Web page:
Church and Non-Profit Administration
Spiritual Formation and Soul Care
Please note the dates. The first open house (see above) is this Thursday!
If you are called to ministry or counseling or just want to learn more, join the Open House to learn about Missio academic programs and experience the heart of the school. You’ll see why I am an avid supporter. Let them know I referred you and, if you enroll, you will receive a 15% discount!
Below are 2 more open house sessions Missio Seminary is presenting to prospective students and hungry learners.
I’ve heard a lot of people express a secret longing to go to seminary. Here’s your chance! Now you can fulfill that longing—at home in your pajamas!
Needless to say the conversation with Honestly, Though podcast host Rebecca Carrell and cohost Nika Spaulding was both deep and wide. Hard for it to be otherwise when engaging two women with seminary degrees and are actively engaged in ministry. It was definitely reminiscent of the days of the Synergy Women’s Network and conversations we had back then.
The podcast’s central topic was Malestrom: How Jesus Dismantles Patriarchy and Redefines Manhood, which started shipping on April 12. This new edition of Malestrom contains new material that connects the content of Malestrom 2015 with the ongoing #ChurchToo crisis documented in Kristin Du Mez’s Jesus and John Wayne. Malestrom 2022 includes powerful biblical narratives of men who embody a whole new counter-cultural redemptive brand of manhood. The manhood they embrace is the birthright of every man-child born in the world. It bestows on him an indestructible identity, meaning, and purpose that points to Jesus, the perfect imago dei who empowers them to live out their calling as reflections of their Creator.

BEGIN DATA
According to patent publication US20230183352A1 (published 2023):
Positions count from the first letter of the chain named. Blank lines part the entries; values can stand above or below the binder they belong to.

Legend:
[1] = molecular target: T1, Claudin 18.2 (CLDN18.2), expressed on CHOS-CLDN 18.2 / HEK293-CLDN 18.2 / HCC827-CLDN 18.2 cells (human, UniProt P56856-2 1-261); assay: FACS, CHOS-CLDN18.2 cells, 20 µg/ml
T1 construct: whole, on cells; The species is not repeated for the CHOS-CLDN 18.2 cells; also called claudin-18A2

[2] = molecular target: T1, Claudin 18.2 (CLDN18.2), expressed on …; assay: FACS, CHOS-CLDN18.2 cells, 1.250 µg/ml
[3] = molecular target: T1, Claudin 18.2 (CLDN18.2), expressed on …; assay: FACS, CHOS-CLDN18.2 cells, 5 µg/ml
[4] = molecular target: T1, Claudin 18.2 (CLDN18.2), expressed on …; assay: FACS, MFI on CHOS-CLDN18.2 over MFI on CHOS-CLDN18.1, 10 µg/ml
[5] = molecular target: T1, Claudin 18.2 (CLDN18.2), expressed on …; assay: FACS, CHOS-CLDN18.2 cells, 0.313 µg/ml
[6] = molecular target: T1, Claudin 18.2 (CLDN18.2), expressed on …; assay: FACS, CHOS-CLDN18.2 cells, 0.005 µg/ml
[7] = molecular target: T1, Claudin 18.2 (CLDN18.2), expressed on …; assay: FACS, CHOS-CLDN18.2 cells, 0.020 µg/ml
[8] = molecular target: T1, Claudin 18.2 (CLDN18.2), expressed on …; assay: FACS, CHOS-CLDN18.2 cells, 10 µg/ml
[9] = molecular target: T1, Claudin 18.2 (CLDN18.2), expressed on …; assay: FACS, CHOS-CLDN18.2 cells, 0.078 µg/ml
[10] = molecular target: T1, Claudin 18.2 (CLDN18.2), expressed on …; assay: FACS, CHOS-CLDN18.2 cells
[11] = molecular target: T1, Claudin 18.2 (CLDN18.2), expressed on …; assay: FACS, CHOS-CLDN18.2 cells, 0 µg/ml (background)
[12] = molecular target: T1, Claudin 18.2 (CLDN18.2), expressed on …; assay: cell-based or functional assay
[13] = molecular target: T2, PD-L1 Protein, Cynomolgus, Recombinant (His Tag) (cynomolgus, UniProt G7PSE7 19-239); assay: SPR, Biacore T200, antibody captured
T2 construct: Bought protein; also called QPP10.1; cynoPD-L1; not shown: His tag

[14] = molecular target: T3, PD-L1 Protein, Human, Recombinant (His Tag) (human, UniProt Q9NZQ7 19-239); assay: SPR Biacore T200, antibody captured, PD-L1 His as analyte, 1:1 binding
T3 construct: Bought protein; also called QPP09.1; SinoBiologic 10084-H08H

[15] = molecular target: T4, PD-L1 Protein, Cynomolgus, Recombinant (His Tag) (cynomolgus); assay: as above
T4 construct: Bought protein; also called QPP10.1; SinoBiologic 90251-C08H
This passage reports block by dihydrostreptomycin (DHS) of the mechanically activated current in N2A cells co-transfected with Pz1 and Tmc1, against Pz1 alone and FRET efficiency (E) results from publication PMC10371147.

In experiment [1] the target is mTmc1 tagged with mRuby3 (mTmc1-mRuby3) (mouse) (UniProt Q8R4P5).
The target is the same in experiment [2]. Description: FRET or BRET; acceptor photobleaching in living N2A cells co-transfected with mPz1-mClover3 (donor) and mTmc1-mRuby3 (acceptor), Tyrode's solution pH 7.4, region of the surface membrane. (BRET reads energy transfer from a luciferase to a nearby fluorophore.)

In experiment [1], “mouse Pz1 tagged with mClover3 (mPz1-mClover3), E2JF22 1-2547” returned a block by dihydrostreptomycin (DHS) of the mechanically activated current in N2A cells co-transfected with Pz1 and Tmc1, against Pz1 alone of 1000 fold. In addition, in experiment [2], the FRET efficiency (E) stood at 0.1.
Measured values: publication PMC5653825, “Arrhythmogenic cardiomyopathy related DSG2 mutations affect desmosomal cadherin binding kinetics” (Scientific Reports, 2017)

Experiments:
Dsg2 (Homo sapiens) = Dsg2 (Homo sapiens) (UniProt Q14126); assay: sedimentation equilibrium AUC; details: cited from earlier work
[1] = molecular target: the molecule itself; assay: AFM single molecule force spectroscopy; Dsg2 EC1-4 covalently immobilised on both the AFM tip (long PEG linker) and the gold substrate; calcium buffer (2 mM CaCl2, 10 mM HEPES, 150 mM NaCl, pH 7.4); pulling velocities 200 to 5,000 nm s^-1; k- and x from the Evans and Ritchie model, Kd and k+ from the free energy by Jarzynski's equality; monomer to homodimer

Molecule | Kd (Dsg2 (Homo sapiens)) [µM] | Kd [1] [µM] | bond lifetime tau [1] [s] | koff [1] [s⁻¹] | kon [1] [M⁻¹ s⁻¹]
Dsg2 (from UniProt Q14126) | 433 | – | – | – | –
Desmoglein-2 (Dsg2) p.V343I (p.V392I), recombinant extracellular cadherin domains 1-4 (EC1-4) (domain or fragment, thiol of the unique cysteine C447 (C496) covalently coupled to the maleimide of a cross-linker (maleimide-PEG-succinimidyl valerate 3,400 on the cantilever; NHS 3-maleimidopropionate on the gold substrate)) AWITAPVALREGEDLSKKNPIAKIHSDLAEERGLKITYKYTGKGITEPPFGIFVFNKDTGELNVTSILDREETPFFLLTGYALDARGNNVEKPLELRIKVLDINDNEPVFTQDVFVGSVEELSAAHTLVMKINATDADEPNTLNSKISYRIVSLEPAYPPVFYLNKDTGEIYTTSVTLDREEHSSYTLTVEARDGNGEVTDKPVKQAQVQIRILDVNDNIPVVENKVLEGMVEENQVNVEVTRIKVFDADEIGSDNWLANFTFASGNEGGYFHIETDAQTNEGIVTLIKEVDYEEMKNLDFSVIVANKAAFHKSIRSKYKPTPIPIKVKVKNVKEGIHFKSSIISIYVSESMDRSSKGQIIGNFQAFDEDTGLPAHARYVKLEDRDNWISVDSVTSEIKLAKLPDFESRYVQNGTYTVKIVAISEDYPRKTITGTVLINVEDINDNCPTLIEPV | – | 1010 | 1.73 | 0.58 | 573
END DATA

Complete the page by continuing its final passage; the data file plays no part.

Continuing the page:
And yes, our discussion naturally wandered onto other topics of mutual interest. As I said, it was deep and wide, and also a lot of fun!
The second, revised edition of Malestrom: How Jesus Dismantles Patriarchy & Redefines Manhood is now in print and available for pre-order. Many are saying the 2015 edition of Malestrom was ahead of its time. Now Malestrom is back to re-engage the issue of patriarchy that in recent years has dominated national headlines and devastated an unsuspecting white American evangelical church.
Malestrom 2022 picks up the disturbing questions Du Mez’s book provokes. In good conscience, we cannot allow the current ever-changing news cycle to distract us from focusing on the ongoing destructive impact of #MeToo and #ChurchToo movements. Much progress has been made since these two movements exploded on Twitter. Experts have focused on addressing the traumatic effects on survivors and bringing consequences for abusers. More work remains.
But here’s the worrying truth: this problem will continue to rage and inflict unspeakable damage if we fail to confront this crisis at the source. Our job isn’t over if we stop short of probing to uncover and uproot abuse before it starts. If you haven’t yet read Du Mez’s book, you need to get moving! Then read Malestrom and join this urgent discussion. Jesus’ gospel contains great good freeing news for men and boys—far better than versions of masculinity they’re hearing today.
J&JW is an urgent call to action. Do this for the vulnerable. Do this for the men you love—husbands, brothers, sons, colleagues, pastors, and men and boys both inside and beyond church walls.
Jesus’ gospel is good news for men and boys. He offers and embodies a version of manhood that is life-giving and infinitely superior to patriarchy.